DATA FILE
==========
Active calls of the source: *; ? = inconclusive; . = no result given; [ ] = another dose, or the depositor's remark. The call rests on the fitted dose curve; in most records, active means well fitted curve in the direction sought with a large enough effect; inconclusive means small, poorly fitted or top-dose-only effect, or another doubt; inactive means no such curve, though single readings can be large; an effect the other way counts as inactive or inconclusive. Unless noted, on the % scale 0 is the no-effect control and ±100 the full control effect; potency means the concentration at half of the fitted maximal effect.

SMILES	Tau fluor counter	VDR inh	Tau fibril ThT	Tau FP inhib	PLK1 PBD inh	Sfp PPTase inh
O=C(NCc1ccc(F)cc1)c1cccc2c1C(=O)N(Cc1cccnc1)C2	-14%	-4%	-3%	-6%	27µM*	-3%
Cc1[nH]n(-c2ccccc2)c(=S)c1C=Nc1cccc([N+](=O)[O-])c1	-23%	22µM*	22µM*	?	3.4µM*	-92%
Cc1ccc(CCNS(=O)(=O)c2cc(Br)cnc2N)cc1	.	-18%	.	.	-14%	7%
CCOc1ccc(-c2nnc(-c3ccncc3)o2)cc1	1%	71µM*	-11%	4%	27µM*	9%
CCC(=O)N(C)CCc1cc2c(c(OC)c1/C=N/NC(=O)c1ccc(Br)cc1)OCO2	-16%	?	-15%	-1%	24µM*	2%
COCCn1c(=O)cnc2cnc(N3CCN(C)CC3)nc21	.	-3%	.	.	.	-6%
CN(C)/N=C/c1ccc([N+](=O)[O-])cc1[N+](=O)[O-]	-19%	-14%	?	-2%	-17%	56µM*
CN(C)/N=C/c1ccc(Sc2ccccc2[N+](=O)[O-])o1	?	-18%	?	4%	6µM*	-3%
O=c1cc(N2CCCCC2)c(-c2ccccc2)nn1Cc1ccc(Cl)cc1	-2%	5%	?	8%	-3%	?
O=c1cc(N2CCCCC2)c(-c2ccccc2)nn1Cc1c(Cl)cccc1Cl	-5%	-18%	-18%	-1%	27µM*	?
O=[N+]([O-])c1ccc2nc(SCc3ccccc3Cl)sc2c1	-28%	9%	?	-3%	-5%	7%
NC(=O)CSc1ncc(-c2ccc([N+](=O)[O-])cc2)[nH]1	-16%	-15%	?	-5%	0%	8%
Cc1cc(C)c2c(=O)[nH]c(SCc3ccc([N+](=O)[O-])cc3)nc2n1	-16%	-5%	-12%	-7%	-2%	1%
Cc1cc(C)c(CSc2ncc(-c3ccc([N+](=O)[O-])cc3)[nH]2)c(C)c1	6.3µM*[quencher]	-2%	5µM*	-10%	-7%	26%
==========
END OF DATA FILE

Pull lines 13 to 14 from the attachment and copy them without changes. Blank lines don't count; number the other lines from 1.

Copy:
O=[N+]([O-])c1ccc2nc(SCc3ccccc3Cl)sc2c1	-28%	9%	?	-3%	-5%	7%
NC(=O)CSc1ncc(-c2ccc([N+](=O)[O-])cc2)[nH]1	-16%	-15%	?	-5%	0%	8%